Interpretation of ROC Analysis

Muhammed_Fatih_Muhammed_Fatih_ Member Posts: 34 Contributor II
edited February 11 in Help
Hello Community, 

I have derived the following ROC curves by considering four classification models: 



As you see, SVM and k-NN generates a curve where shades respectively exist.

Would it be a correct implication out of the graph to say that only k-NN and SVM were able to learn based on the given dataset and the resting two (DT and NB) were not?

What does the shade mean in detail? I would interpret them as the learning interval deviation which generated the curve between the shade course in mean. 

I thank you in advance for your help! 

Best regards, 

Fatih 

Best Answer

Answers

  • mbsmbs Moderator, Member, KB Contributor Posts: 291   Unicorn
    Hello

    you can watch this video and I hope can help you
    https://academy.rapidminer.com/learn/video/finding-the-right-model

    All the best
    mbs
    Muhammed_Fatih_
  • varunm1varunm1 Moderator, Member Posts: 1,038   Unicorn
    edited February 11
    Hello @Muhammed_Fatih_

    Are you sure Decision tree and NB are not learning? I see that their AUC values are 1 or closer to 1 based on the ROC curves. If what I think is correct, then DT and NB are discriminating classes with very high accuracy compared to SVM and KNN.
  • Muhammed_Fatih_Muhammed_Fatih_ Member Posts: 34 Contributor II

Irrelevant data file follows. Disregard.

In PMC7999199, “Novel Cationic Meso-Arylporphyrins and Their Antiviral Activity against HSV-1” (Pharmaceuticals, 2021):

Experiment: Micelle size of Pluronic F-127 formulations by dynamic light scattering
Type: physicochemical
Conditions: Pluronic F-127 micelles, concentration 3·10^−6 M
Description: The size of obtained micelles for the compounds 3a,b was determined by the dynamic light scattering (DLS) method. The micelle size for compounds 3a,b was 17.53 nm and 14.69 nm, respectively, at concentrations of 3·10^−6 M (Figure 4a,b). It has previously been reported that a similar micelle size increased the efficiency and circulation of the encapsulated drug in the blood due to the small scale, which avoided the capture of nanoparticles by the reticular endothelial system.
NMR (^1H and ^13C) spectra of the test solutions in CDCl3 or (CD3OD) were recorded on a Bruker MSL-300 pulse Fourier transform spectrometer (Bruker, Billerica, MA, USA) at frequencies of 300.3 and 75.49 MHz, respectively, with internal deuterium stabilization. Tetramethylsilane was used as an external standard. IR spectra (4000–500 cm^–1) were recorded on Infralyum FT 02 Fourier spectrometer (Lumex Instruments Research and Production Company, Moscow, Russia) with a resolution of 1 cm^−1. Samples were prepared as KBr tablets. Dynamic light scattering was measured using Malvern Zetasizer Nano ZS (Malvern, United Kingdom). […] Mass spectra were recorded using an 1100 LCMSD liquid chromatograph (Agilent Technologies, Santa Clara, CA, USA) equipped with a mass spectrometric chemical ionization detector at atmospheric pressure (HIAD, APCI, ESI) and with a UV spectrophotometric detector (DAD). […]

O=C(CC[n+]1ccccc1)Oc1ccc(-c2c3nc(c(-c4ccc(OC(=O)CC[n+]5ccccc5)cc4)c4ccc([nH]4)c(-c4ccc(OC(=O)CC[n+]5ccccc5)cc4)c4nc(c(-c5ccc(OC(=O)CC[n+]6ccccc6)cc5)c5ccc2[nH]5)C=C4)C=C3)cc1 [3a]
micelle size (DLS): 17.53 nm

Hello @mbs,

    thank you for the link! 

    Helloo @varunm1,

    I am not sure whether they learn or not. But it looks like an indicator for Overfitting when I see that such high values are reached in comparison to SVM and k-NN. How do you see that? Would you interprete DT and NB also as appropriate solutions here? If yes, why? 
    mbs
  • varunm1varunm1 Moderator, Member Posts: 1,038   Unicorn
    Hello @Muhammed_Fatih_

    I can comment that based on data and the type of analysis you were doing. If its a split validation, then there is a chance you might get high performance like this randomly. There are also other factors like temporal characteristics in data and many other checks that you need to do when you get this kind of very good results. 

  • Muhammed_Fatih_Muhammed_Fatih_ Member Posts: 34 Contributor II
    Hello @varunm1

    thank you for your answer! I have used Cross Validation because studies have shown that it generates more accurate predictions in comparison to Split validation.  
  • varunm1varunm1 Moderator, Member Posts: 1,038   Unicorn
    Hello @Muhammed_Fatih_

    Cross-validation is a good validation method, but if your data has some temporal (time-dependent) characteristics and confounding relationships then it might overestimate performance some times. But if you think there is none, then the models might be doing good. Different models work well for different types of data. 

    You can also split your original data 70:30 or 80:20 based on the size of your data and then cross-validated on the major portion and test the minor portion to see how the model is doing.
    Pavithra_Rao
  • mbsmbs Moderator, Member, KB Contributor Posts: 291   Unicorn
  • Muhammed_Fatih_Muhammed_Fatih_ Member Posts: 34 Contributor II
    edited February 17
    Hello @varunm1
    hello @mbs

    thank you for your answers!

    To come back and to refine the initial question: Do you think that the marked ROC course is common if the ROC curve goes hand in hand with the optimum? Is this possible in general?   


    mbs
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